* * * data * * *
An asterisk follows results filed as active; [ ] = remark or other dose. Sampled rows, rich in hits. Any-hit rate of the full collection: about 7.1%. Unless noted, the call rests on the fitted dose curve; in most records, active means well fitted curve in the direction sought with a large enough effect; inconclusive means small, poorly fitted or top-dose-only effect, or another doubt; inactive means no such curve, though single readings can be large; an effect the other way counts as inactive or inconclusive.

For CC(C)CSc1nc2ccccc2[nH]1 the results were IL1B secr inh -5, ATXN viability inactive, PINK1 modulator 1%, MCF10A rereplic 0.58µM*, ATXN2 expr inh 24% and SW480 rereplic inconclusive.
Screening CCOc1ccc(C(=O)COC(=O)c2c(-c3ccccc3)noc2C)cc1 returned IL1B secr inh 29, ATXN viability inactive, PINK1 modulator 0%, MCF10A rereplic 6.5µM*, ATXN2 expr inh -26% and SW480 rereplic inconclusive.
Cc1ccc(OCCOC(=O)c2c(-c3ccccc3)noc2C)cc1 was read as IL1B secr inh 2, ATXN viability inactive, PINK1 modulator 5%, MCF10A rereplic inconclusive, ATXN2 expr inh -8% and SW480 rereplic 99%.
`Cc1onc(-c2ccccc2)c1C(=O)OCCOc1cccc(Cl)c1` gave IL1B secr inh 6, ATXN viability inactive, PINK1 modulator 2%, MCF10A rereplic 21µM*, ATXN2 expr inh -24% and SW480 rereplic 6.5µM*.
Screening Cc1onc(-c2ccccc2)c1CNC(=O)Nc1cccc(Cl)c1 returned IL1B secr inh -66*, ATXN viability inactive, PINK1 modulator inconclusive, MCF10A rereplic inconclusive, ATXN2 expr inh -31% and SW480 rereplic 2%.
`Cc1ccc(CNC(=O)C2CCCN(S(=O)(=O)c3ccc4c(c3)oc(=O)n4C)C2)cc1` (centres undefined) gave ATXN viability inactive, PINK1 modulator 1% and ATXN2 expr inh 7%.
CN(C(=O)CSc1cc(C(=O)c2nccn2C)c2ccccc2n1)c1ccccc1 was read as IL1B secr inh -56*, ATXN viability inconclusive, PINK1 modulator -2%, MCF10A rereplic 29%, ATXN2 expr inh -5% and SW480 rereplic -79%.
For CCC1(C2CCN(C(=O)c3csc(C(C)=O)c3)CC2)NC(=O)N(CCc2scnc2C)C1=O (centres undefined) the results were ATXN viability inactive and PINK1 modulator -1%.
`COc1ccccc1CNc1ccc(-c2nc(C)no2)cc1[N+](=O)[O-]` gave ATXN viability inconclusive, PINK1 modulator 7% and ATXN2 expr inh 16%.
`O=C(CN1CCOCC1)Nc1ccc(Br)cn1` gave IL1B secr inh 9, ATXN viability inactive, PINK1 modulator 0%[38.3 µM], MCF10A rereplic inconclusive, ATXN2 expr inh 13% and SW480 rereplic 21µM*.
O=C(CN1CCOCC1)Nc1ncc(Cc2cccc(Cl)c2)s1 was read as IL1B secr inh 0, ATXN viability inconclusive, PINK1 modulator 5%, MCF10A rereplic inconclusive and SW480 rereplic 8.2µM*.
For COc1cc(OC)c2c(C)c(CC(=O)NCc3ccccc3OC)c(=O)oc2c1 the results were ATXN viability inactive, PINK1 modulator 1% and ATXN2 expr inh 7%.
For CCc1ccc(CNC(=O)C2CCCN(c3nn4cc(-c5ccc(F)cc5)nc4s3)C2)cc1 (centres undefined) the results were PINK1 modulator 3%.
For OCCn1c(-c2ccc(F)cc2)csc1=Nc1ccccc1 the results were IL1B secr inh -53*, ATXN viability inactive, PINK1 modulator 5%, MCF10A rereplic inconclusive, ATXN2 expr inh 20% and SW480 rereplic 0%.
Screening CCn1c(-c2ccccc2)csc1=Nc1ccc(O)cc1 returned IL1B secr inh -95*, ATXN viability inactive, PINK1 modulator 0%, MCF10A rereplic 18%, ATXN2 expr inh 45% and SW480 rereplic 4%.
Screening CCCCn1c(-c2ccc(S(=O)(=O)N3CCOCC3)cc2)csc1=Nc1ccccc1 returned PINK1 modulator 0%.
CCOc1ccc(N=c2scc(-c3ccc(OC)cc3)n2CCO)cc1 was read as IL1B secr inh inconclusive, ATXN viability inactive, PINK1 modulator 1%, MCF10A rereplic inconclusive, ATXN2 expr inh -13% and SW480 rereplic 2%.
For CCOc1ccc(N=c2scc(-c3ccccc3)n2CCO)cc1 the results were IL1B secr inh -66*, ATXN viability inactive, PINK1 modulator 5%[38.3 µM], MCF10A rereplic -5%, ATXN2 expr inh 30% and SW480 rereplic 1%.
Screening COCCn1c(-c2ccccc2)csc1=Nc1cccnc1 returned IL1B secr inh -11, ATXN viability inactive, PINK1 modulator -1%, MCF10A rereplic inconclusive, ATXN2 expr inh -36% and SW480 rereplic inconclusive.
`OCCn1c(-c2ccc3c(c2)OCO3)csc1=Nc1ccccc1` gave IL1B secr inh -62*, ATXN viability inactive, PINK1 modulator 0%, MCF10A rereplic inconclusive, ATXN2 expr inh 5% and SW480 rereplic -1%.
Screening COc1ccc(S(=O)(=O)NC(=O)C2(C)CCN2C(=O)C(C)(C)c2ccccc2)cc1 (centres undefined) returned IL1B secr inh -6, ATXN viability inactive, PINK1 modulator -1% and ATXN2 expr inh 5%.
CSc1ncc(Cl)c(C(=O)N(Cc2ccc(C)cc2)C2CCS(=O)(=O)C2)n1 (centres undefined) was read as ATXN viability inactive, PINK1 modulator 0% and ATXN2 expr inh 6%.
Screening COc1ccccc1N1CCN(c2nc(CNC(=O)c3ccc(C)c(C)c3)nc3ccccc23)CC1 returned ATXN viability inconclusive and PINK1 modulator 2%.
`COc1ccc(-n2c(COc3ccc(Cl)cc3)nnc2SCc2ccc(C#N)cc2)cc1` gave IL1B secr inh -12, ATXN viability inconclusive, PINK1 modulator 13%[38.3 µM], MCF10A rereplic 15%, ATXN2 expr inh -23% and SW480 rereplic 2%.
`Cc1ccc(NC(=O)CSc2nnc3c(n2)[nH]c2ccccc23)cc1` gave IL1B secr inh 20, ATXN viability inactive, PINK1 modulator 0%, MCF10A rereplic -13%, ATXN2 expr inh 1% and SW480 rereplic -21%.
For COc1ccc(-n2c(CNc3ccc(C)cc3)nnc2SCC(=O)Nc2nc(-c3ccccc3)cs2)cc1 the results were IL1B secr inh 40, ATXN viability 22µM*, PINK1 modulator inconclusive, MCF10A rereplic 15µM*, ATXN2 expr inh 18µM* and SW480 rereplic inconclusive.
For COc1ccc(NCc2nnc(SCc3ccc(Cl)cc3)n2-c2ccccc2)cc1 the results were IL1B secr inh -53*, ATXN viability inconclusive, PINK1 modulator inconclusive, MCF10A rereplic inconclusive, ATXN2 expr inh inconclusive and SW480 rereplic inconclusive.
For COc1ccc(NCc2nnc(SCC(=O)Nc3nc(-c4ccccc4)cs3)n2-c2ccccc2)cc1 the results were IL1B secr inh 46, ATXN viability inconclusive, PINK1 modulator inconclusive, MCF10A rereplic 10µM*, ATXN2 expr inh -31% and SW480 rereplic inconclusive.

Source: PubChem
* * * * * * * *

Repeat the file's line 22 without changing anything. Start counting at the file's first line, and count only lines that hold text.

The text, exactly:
Screening COc1ccc(S(=O)(=O)NC(=O)C2(C)CCN2C(=O)C(C)(C)c2ccccc2)cc1 (centres undefined) returned IL1B secr inh -6, ATXN viability inactive, PINK1 modulator -1% and ATXN2 expr inh 5%.